Yesterday, I talked about preventing cardio boredom and presented a “ladder” type workout which allows one to play with some of the variables throughout the workout to keep the mind occupied. Today, I want to continue with that theme-preventing cardio boredom-and discuss another method to keep things interesting.
Adding an element or progression, quantification, and competition is a great way to stay consistent with cardio. Most of us do this with strength training…but why not cardio? My answer is “I don’t know”. LOL. Most cardio is just “hop on a machine for some arbitrary amount of time”. We treat it like a “workout” and not necessarily training. Being able to track and gauge improvement and adaptation…having more of a performance-based mentality…is great for way to make cardio “work” for you.
I’ve been using this type of cardio routine-I just call it “The Traditional”- both personally and with my clients for years. “The Traditional” template is comprised of the following:
* 5:00 progressive warm-up period
* 20:00 work period
* 5:00 regressive cool down period
The most important thing with this workout is to choose an appropriate (“doable”) yet challenging intensity for the work period. You should choose the work period intensity first, and this will allow you to structure the warm-up and cool down periods. Here is an example using a treadmill (incline walking) with the work period being performed at 3.8 mph on a 5% incline:
* 1:00 @ 3.5 mph with no incline; 2:00 at 3.7 mph 2% incline; 2:00 at 3.8 mph 3% incline (this comprises the warm-up period)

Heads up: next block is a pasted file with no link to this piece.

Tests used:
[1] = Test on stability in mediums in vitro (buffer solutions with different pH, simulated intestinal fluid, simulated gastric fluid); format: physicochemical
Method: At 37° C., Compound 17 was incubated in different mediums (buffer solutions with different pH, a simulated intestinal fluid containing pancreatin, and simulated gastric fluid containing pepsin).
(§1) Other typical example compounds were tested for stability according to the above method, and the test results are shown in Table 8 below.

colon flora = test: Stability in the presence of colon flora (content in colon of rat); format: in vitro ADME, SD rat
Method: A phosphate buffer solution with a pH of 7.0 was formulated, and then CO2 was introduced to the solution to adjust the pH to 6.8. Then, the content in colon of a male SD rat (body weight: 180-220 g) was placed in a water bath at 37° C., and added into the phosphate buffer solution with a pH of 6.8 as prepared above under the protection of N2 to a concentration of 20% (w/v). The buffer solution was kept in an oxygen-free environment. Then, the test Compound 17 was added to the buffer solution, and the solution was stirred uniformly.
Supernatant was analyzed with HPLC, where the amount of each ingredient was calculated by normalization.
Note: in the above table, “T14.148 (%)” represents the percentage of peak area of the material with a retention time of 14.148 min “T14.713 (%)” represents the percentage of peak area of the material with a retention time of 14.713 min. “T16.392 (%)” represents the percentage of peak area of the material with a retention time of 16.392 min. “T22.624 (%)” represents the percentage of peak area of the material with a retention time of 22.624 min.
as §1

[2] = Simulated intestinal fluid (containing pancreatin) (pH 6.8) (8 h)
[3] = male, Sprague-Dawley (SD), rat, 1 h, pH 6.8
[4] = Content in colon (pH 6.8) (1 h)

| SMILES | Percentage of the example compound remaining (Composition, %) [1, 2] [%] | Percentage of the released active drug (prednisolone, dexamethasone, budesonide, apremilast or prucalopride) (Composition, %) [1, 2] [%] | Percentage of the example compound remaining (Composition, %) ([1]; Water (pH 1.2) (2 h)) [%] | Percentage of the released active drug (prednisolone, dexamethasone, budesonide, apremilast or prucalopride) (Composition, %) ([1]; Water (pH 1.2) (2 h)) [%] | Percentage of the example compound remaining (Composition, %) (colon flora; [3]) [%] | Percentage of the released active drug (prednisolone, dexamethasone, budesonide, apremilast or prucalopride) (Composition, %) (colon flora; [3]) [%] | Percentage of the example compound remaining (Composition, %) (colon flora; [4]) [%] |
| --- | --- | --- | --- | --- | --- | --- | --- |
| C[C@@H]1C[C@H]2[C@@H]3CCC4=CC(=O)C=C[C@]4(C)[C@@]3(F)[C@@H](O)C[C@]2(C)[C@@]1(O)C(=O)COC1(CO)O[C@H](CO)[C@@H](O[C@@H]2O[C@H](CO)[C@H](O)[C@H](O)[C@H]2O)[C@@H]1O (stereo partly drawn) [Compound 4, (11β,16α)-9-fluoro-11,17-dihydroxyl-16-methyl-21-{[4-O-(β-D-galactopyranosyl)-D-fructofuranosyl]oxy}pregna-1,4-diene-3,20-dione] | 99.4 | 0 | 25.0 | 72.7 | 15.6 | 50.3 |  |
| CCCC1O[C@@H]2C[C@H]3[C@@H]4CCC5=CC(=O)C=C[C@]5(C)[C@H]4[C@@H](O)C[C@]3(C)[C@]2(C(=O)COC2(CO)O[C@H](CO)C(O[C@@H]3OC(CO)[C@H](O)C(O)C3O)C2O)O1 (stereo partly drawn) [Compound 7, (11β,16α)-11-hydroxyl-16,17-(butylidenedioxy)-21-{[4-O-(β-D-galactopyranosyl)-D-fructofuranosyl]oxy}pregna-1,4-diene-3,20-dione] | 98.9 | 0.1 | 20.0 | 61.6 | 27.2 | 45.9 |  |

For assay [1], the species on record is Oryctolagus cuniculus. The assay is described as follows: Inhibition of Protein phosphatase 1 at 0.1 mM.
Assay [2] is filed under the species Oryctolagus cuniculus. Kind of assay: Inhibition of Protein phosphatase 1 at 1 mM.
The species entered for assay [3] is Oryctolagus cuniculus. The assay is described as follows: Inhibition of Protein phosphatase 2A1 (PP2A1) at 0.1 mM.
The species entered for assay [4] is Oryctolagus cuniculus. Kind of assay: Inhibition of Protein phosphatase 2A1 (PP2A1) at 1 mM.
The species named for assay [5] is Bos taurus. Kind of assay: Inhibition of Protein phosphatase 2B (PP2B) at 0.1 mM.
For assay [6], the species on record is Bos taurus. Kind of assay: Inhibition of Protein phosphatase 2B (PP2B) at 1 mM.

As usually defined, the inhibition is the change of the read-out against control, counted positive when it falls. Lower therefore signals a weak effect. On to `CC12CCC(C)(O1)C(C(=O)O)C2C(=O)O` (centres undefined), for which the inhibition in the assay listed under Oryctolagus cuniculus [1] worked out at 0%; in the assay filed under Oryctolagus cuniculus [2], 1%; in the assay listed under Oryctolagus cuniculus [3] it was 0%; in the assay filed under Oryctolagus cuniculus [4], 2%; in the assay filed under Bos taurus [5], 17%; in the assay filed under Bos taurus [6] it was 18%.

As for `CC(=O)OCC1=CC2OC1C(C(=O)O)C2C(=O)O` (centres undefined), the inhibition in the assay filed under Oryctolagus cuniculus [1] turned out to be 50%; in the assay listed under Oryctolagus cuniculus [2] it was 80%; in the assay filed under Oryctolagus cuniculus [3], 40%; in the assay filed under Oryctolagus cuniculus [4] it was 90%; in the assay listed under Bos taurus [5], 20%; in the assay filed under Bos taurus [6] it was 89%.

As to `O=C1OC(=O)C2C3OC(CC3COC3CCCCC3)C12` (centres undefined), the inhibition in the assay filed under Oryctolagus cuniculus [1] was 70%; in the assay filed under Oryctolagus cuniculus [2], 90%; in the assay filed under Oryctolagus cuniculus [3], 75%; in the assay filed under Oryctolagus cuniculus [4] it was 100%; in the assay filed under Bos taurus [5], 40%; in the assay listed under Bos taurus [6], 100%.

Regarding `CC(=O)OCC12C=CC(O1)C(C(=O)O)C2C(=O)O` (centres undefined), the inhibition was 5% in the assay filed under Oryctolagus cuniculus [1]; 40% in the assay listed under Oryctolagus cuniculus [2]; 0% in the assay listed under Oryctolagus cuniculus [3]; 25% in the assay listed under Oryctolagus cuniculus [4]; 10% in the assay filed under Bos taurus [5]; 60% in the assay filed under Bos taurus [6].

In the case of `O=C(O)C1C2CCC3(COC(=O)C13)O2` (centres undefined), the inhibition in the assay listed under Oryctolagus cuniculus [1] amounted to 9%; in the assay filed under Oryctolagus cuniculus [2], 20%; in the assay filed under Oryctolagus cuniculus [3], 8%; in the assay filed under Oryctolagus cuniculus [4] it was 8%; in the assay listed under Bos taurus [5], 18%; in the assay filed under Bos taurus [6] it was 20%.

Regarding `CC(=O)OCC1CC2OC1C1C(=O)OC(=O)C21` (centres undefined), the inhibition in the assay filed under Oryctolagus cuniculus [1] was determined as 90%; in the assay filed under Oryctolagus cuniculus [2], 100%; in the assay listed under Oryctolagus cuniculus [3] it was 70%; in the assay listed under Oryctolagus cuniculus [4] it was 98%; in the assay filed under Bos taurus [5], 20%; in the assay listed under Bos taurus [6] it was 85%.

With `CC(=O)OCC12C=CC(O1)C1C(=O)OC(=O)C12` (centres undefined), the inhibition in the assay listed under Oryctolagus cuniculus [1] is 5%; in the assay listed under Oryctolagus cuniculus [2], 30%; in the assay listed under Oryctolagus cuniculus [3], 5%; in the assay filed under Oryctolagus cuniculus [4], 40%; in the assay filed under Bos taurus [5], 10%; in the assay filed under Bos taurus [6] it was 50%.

* 20:00 work period at 3.8 mph 5% incline
* 2:00 @ 3.8 mph 3% incline; 2:00 3.7 mph 2% incline; 1:00 3.5 mph no incline (this comprises the cool down period and is essentially just a reverse of the warm-up)
Again, the above is just purely an example for reference. When you first start, getting the work period intensity correct will be trial and error. It may take you 2 or 3 workouts to find the correct intensity for the work period. Again, the work period intensity should be challenging, yet not miserable. If you are going above 80-85% of your age predicted maximum heart rate during the work period it is probably too hard (at least until your fitness level improves).
As with all forms of training, it is important that you be progressive. In the example above, if you were to complete a 20 minute work period at 3.8 mph on a 5% incline your first workout, you might try bumping the speed up to 3.9 mph for your 2nd or 3rd workout while leaving the incline at 5%. This makes things just a little harder and asks more of your body without having to add time to the workout (you will burn slightly more calories but in the same amount of time). From here, you could go up to 4.0 mph or increase the elevation to a 6-7% incline and continuing working your way up slowly.
You do NOT need to try to progress every workout or even every week, but, there should be a trend towards progression over the course of several weeks or months. If you are progressive, you may reach a point where the workouts are becoming too hard (the work period of this specific workout). If you feel you are getting to this point, stay at the specific work period intensity until you feel your fitness has improved and your perceived effort is not as bad. At this point, you can try to progress again. I would HIGHLY recommend wearing a heart rate monitor: It’s kind of cool to actually see the heart adaptation over time. For example, you might see your heart rate during the work period go from 150 in the first couple workouts down to the low 140’s in a few weeks. This is what you want and also is a good indicator for you to bump things up a bit.
“The Traditional” cardio workout, like any other, can be performed on any piece of cardio equipment…it does not matter. The key is just to find the correct work period intensity…the modality does not matter.